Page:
Linux Ethtool Command Examples
Ethtool - NIC Utility
Ethtool is a Network Interface Card (NIC) utility/configuration tool. Ethtool allows you to query and change your NIC settings such as the Speed, Port, auto-negotiation and many other parameters. In the examples below, we will show you how to install the "Ethtool" utility and demonstrate some basic functions that the tool can be used for. In the examples below we are using RHEL 8, SLES and Ubuntu/Mint.
Installing Ethtool on Ubuntu/Mint
If you need to install Ethtool, you can use the following commands:
$ sudo apt update $ sudo apt install ethtool
If you want to check to see if "Ethtool" is already installed, you may issue the command:
sudo apt show ethtool
This command will display any installed versions of "Ethtool" found.
Installing Ethtool on RHEL or CentOS
To install ethtool on a RHEL/CentOS system, issue the following command: dnf install ethtool -y
# dnf install ethtool -y
On most RHEL/CentOS systems "Ethtool" will probably be installed already. If you want to check to see if "ethtool" is installed, then you can issue the command "dnf list ethtool"
# dnf list ethtool Last metadata expiration check: 0:01:32 ago on Thu 20 May 2021 20:05:59 BST. Installed Packages ethtool.x86_64 2:5.0-2.el8 @baseos
Installing Ethtool on SLES
To install "ethtool on an openSUSE Linux system or SLES (SUSE Linux Enterprise Server), simply issue the following command: zypper install ethtool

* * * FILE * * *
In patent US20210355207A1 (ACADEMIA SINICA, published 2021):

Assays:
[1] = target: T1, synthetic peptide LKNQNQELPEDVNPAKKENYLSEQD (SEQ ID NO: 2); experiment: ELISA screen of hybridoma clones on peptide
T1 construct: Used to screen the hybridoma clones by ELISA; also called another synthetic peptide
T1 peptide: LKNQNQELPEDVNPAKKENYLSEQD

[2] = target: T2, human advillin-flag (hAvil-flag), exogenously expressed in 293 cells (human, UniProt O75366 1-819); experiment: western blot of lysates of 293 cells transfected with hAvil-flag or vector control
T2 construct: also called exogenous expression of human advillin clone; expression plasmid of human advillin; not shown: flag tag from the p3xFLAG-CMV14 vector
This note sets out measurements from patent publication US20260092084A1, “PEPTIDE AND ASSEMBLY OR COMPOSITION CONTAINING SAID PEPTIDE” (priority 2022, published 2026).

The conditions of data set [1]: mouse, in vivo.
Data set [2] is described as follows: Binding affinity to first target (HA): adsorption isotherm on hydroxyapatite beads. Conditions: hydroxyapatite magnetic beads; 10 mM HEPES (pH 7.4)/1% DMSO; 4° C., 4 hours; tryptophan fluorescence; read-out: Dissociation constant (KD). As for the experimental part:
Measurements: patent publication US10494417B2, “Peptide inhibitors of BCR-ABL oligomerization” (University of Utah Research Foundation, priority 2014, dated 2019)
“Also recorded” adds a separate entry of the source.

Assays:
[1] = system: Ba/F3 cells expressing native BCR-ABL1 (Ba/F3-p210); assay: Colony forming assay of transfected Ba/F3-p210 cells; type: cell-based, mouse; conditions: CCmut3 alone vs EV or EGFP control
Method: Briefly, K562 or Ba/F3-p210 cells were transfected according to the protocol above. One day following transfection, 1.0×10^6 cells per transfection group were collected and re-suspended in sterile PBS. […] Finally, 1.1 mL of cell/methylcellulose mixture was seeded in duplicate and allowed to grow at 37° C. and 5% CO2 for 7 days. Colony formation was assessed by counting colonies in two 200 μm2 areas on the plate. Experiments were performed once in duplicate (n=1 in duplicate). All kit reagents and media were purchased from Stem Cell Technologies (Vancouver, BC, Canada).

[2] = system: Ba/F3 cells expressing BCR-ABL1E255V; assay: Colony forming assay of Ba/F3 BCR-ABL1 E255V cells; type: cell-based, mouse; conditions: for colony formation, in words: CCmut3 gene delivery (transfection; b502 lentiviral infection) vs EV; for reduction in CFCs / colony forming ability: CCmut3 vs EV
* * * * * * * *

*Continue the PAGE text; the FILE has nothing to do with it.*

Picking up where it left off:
On most openSUSE systems "Ethtool" will already be installed. You can check this by issuing the command zypper se ethtool. If "ethtool" is installed a small "i" will be displayed in the first column of output.
# zypper install ethtool # zypper se ethtool Refreshing service 'Basesystem_Module_15_SP2_x86_64'. Refreshing service 'SUSE_Linux_Enterprise_Server_15_SP2_x86_64'. Refreshing service 'Server_Applications_Module_15_SP2_x86_64'. Loading repository data... Reading installed packages... S | Name | Summary | Type --+---------+--------------------------------------------------------------------+-------- i | ethtool | Utility for examining and tuning Ethernet-based network interfaces | package
Basic Command Structure for Ethtool
The basic structure of the ethtool command is as follows.
ethtool [Option...] devname
Where "Option" can be none or more options. "devname" is the name of your interface card. For example "eth0", "em1" or "enp0s3". If you are unsure of the name of the interface on your system, you may issue the following command "ip a s". This command will display your systems interfaces.